Let $$V=\{(x, y, z) \in \mathbb{R}^3\,|\,x + y + z = 0\}$$ and $$W=\{(x, y, z) \in \mathbb{R}^3\,|\,x^2 + y^2 + z^2 = 0\}$$

I know I have to prove that the subsets are not empty (I am sure that both subsets are non-empty) and that they are also closed under both vector addition and scalar multiplication but I am not sure how to do so. Any help would be appreciated, thank you!

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    $\begingroup$ $W=\{(0,0,0)\}$ is a trivial subspace of $ \mathbb{R}^3$ . $\endgroup$ – Behrouz Maleki Sep 3 '16 at 7:36
  • $\begingroup$ what happens to if $v_1,v_2 \in V$, and then you do $v_1+v_2$? what happens to the coordinates of $v_1+v_2$ $\endgroup$ – An old man in the sea. Sep 3 '16 at 7:40

Let's start with $V$. You have to show the following:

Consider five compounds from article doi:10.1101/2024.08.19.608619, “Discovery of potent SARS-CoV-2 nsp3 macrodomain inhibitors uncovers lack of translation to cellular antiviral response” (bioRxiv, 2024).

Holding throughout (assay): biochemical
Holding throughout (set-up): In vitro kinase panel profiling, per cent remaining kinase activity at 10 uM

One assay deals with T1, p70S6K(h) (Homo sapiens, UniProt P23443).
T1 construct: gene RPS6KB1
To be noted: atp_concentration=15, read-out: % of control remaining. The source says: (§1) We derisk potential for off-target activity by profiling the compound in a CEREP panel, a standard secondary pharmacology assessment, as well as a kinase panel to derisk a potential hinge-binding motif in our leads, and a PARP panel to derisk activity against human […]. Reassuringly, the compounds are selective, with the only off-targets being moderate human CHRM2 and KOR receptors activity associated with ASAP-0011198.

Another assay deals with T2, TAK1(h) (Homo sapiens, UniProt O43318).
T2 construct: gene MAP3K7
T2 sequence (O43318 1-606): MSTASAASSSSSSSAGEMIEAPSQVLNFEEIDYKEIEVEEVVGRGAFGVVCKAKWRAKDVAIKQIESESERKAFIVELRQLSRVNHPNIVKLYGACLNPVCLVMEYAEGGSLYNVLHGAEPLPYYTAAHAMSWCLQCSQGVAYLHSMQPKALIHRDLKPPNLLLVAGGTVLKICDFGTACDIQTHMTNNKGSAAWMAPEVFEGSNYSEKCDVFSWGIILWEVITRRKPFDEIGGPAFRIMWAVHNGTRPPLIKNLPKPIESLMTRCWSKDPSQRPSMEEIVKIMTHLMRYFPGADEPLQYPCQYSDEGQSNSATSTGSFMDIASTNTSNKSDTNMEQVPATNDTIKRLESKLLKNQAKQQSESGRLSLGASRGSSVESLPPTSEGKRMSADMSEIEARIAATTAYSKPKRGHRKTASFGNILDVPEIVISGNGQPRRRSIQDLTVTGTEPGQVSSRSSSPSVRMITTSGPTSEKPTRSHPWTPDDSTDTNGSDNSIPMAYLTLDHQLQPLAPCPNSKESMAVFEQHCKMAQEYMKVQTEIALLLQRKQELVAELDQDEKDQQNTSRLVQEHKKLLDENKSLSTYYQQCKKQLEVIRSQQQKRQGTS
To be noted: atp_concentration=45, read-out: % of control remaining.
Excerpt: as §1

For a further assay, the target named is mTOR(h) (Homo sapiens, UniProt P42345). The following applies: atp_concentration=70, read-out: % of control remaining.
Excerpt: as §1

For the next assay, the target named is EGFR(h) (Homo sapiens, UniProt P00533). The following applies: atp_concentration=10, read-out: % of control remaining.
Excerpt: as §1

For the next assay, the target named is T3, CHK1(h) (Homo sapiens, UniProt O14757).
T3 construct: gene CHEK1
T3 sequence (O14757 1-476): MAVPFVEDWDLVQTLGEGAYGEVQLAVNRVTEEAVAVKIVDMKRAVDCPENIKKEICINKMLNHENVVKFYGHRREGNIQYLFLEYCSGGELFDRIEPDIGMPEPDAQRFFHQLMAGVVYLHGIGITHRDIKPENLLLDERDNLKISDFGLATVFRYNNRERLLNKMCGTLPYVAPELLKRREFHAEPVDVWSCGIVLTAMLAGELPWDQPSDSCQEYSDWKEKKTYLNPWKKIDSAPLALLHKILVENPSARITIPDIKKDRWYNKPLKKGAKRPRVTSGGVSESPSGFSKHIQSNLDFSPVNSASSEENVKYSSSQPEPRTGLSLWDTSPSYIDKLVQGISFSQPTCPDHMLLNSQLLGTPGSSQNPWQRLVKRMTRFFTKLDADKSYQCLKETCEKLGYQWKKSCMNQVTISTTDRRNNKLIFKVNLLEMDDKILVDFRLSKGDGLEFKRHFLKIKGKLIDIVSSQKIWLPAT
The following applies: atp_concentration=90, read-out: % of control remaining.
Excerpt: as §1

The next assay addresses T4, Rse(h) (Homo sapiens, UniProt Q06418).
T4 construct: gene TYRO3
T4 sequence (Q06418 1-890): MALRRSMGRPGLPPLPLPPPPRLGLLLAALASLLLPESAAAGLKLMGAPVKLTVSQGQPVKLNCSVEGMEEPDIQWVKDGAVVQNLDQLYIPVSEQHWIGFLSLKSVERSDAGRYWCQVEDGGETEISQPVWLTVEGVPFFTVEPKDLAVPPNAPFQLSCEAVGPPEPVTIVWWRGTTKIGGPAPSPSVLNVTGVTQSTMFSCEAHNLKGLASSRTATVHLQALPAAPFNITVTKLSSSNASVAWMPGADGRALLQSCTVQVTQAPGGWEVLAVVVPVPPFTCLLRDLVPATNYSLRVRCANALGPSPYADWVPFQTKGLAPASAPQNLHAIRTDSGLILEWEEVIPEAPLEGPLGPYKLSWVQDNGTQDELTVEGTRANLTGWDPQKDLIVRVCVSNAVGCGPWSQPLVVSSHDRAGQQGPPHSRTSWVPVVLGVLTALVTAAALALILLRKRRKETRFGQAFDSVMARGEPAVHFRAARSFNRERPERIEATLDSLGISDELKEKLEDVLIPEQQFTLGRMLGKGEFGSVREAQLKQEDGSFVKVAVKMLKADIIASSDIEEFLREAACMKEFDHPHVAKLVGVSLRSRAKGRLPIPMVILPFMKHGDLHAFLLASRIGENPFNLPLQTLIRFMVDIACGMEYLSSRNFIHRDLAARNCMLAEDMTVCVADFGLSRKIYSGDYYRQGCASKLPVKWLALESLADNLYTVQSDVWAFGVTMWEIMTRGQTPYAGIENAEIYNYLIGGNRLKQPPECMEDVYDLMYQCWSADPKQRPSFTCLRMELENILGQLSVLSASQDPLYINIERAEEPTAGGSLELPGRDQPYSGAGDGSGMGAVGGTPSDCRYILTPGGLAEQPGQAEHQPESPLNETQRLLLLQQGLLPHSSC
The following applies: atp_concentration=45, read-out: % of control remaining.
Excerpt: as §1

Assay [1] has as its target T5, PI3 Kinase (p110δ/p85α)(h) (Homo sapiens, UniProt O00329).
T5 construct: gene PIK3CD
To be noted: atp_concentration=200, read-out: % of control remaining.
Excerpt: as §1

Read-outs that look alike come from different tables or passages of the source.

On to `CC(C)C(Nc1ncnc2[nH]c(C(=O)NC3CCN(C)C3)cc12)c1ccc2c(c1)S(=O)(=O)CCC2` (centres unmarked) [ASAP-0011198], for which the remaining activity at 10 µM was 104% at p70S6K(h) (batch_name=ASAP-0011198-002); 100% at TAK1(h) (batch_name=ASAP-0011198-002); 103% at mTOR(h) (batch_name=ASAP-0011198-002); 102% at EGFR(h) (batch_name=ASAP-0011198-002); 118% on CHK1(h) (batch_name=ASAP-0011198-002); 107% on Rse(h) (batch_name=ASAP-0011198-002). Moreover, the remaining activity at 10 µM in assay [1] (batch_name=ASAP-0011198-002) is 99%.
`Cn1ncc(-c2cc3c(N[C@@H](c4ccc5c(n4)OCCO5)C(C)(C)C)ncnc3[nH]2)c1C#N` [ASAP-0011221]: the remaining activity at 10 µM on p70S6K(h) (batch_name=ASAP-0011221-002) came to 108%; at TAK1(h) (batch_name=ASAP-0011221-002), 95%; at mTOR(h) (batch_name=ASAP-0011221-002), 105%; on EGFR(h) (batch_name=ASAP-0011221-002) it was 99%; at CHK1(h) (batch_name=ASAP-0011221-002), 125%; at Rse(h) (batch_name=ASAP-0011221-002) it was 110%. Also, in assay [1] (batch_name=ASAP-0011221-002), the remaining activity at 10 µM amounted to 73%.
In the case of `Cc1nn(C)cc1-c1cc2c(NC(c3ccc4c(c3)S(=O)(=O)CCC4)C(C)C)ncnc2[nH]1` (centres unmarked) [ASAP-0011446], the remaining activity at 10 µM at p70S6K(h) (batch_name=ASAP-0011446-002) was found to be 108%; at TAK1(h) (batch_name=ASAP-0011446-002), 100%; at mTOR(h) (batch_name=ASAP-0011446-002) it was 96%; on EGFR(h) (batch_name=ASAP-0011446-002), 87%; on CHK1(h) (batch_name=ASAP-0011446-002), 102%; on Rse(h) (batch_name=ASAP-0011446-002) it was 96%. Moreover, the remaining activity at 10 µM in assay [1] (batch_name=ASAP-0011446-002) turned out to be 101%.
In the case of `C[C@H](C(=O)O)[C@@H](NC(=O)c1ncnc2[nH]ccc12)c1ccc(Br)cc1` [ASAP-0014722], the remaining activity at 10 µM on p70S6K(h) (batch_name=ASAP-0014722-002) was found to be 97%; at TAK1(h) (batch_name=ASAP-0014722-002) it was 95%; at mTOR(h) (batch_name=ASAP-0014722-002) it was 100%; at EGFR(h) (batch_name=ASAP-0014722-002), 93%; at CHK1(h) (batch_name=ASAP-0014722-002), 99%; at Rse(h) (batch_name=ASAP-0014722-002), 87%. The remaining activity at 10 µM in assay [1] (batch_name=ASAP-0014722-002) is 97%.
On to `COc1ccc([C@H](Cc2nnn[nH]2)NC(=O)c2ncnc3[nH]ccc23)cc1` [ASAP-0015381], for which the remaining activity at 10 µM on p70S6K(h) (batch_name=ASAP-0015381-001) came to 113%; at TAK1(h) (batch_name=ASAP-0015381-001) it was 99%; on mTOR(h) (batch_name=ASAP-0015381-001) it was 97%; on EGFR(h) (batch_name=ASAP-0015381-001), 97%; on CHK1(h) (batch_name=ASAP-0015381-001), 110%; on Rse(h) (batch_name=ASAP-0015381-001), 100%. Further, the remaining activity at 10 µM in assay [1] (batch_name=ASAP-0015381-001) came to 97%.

• $0 \in V$.
  • If $u \in V$ and $v \in V$, then $u+v \in V$.
  • If $u \in V$ and $c \in \mathbb{R}$, then $cv \in V$.

The first item is clear.

The second one, let $u = [u_1,u_2,u_3] \in V$ and same for $v \in V$, Then $u_1 + u_2 + u_3 = 0$ and $v_1 + v_2 + v_3 =0$. Add both equations you get $(u_1 + v_1) + (u_2 + v_2) + (u_3 + v_3) = 0$. Let $w = u+ v$. Therefore $w_1 + w_2 + w_3 = 0$. So $w \in V$.

The last one, if $u = [u_1,u_2,u_3] \in V$ Then $u_1 + u_2 + u_3 = 0$, multiple $c \in \mathbb{R}$ on both sides, and you get $cu_1 + cu_2 + cu_3 = 0$, so $cu \in V$.

As for $W$, it is a trivial subspace, meaning that only the $0$ vector is an element of $W$.

  • $\begingroup$ thank you! very clear answer $\endgroup$ – Ashley Sep 3 '16 at 7:46

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